Here’s how to stop communication incivility in your workplace

By Dianna Booher

In addition to unrest in the streets, incivility all too often arises in the workplace. Many offer reasons for the mundane rudeness: pent-up anger over job losses, survivor guilt, COVID fear, financial loss, a volatile 401K or IRA, and the list goes on.

Whatever the cost, the cure can be painless.

Perhaps you’ve experienced some recent rudeness:

  • Curt responses from help center agents
  • Abrupt responses from customers calling help centers (“I’ve been on hold for 50 minutes listening to your call-is-important-to-us messages, and now you’re telling me there’s no solution! # $% &% “)
  • Late arrivals to meetings – virtual or live (“Stuck in traffic” can’t be an excuse for ZOOM.)
  • People eat and drink in a virtual meeting or on the phone
  • People who enter your space, “up close and personal” to speak without masks
  • People who try to ‘outdo’ your stories or expertise
  • People who simply don’t respond to coworker emails
  • Explanatory on your publications on social networks
  • Confrontational and intimidating remarks to other commenters on your social media posts
  • Spam calls
  • Hitting Your Inbox With Offensive Jokes And Stories

Here are some solutions to the rampant rudeness:

Fight against incivility with your communication style

Focus on the goal, not your feelings

When treated rudely, your first reaction is likely an emotional response. If you communicate in this state of mind, things will only escalate into the typical dead end. So stay calm and stay focused on the goal: a solution to your problem or an answer to your question. A useful meeting discussion. An insightful post on social media. Or a quick trip to the store.

Offer empathy

Several years ago, I saw a famous speaker quickly calm a crowd of angry and rude conference attendees. The promoter of the event had somehow oversold 1,000 seats, mistakenly selling duplicate tickets for over 1,000 seats.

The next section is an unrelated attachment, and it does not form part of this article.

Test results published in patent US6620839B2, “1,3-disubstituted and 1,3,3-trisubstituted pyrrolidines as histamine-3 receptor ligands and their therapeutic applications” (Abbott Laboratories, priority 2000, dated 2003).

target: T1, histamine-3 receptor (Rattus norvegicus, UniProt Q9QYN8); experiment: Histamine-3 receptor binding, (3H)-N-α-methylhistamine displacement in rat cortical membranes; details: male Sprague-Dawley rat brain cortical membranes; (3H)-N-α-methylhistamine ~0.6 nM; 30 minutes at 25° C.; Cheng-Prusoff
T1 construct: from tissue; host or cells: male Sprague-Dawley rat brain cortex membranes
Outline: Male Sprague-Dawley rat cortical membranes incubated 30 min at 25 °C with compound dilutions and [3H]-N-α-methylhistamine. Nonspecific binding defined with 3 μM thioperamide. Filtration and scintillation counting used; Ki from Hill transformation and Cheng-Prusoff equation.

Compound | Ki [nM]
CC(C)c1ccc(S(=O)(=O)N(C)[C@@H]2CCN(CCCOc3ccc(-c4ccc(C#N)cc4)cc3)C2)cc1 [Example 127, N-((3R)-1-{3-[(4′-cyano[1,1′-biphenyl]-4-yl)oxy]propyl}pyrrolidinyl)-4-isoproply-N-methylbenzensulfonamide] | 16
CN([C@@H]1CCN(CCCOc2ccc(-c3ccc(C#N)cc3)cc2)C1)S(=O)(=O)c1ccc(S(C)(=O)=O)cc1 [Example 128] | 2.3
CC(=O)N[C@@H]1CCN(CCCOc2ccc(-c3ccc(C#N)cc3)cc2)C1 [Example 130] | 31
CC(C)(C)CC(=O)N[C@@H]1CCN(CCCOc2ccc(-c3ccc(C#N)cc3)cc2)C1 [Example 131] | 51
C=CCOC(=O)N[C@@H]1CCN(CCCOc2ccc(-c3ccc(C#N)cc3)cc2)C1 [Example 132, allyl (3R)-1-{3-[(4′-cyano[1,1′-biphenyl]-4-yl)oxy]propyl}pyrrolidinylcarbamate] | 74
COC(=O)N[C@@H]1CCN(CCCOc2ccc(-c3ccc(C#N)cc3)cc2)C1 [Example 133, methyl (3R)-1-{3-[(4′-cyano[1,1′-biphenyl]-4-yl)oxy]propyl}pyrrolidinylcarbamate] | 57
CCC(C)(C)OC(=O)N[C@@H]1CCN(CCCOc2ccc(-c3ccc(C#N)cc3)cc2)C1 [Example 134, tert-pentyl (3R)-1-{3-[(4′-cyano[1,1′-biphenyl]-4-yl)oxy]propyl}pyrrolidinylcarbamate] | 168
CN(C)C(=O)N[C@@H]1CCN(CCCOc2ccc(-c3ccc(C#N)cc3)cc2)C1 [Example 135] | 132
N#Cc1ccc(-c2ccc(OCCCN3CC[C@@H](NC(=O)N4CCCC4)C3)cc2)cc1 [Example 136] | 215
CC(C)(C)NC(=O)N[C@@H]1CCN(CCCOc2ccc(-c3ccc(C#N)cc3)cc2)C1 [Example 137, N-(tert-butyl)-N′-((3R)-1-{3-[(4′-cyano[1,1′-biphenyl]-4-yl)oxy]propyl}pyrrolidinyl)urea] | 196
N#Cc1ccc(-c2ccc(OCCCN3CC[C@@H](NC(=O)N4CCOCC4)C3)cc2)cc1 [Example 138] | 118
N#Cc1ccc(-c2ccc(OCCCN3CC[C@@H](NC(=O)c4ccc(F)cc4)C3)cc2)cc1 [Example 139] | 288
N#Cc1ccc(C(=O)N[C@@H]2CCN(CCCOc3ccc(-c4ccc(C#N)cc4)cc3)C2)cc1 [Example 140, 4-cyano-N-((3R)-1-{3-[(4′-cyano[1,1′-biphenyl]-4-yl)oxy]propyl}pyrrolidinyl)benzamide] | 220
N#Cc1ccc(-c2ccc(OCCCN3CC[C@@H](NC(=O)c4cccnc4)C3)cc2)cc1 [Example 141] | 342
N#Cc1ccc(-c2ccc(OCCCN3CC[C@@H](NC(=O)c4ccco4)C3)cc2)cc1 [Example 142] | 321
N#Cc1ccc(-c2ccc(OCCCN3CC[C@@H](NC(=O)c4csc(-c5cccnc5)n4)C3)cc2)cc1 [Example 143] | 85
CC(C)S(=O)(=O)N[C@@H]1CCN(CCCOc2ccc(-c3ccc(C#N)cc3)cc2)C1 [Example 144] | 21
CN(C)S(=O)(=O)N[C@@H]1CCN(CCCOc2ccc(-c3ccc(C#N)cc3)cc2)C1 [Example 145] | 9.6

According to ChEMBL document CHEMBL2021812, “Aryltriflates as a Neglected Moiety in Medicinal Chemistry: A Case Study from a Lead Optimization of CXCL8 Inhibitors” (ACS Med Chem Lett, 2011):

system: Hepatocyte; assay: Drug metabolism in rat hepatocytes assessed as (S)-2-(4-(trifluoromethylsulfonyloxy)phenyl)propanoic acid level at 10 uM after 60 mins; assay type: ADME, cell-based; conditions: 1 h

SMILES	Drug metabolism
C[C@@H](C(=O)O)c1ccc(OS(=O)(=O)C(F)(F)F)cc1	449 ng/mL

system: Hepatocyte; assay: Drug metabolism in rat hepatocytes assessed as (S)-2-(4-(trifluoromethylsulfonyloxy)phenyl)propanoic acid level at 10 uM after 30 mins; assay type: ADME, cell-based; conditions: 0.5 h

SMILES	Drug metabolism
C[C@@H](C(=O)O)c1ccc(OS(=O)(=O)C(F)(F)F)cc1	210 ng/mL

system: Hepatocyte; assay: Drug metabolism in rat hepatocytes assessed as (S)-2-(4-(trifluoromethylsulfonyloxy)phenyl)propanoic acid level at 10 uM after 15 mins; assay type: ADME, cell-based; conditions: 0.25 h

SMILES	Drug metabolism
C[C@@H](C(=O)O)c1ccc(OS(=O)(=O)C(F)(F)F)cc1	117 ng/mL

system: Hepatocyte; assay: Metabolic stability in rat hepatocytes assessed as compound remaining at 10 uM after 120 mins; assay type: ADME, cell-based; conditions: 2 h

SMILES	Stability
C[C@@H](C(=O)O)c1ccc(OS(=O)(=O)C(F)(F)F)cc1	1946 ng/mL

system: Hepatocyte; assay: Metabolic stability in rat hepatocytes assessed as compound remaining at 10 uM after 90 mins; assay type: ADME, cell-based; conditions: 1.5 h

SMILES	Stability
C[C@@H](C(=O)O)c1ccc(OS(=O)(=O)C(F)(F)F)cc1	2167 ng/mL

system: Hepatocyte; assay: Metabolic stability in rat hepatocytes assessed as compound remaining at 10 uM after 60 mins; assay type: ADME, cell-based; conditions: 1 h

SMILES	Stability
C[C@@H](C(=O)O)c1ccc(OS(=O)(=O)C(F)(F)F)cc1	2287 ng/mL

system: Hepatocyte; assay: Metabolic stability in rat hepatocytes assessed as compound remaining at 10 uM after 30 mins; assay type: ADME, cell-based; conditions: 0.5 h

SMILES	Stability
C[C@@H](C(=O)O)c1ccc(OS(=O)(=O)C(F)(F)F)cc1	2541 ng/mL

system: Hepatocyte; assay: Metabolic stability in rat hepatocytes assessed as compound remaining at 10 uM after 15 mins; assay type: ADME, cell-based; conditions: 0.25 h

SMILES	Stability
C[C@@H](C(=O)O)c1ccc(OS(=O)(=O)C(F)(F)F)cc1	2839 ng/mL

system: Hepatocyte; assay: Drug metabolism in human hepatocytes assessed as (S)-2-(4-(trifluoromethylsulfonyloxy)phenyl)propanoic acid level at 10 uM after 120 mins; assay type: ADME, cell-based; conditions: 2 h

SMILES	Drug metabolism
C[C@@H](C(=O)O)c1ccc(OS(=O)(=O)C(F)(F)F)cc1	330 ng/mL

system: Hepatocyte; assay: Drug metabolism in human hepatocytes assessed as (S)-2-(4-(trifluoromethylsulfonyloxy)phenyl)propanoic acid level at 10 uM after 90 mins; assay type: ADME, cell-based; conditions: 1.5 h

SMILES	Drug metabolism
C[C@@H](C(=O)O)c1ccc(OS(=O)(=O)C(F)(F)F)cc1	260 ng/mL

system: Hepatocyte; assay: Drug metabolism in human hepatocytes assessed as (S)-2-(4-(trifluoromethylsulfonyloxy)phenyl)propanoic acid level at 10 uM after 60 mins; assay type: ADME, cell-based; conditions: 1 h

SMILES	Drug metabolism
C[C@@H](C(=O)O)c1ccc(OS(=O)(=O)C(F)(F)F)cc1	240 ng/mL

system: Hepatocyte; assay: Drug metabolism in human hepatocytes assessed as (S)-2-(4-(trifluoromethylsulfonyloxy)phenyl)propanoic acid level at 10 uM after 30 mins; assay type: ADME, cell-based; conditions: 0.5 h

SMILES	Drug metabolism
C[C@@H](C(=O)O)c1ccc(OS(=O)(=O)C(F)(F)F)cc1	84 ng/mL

So when these people arrived, walked to the auditorium balcony and found someone else sitting in their assigned place, they were upset. As people continued to gather and moan, the event host repeatedly announced that the event was mistakenly oversold and that they would open up additional areas to accommodate the overflow and unexpected crowds. .

The growls and clashes continued.

Then a new voice came over the broadcast system – this time it was the famous speaker who had stepped onto the podium in her wheelchair. Paralyzed at the age of 19 after a swimming accident, Joni was there to talk about resilience and faith.

Out of the blue, Joni started, “May I have your attention for a second?” I know some of you are upset to learn of the mistake and have had to take your place elsewhere. You are not sitting where you expected. . . . I too find that I am not sitting where I expected to be today.

The whispers became noticeably calmer and more respectful. The prospect pays.

Model the communication you want

Ask questions to get the facts of a situation. Provide the appropriate details so that the other person can clearly understand what happened. Keep focusing on the resolution: One-off meetings. Open discussion on an issue with input from the whole focus group. Respect of the deadline of a project. Reasonable expenses.

After you respond empathetically to the other person, stay focused on finding the facts and finding a solution to the problem.

Clearly state the next steps

Do not threaten, especially with threats that you cannot or do not intend to execute. Rather, be clear about what your next steps will be if you can’t come to an agreement.

An example: “Let’s keep hearing others talk about problem X. If we can’t come to an agreement on whether or not to accept this offer, I will email Cari asking her to make the decision.” -even. It is not a threat; it is a statement of conditions and next actions.

Document an incident

If incivility seems to be increasing rather than decreasing, document what happened – the who, what, when, why and how of the situation. Never trust your memory. Contemporary notes carry weight, even in the courtroom.

While these strategies will not entirely rid the world of rudeness, they will contribute to calmer reactions and faster, more appropriate resolutions.

Dianna Booher is the bestselling author of 48 books, including Communicate like a leader. It helps organizations communicate clearly. Follow her on BooherResearch.com and @DiannaBooher.

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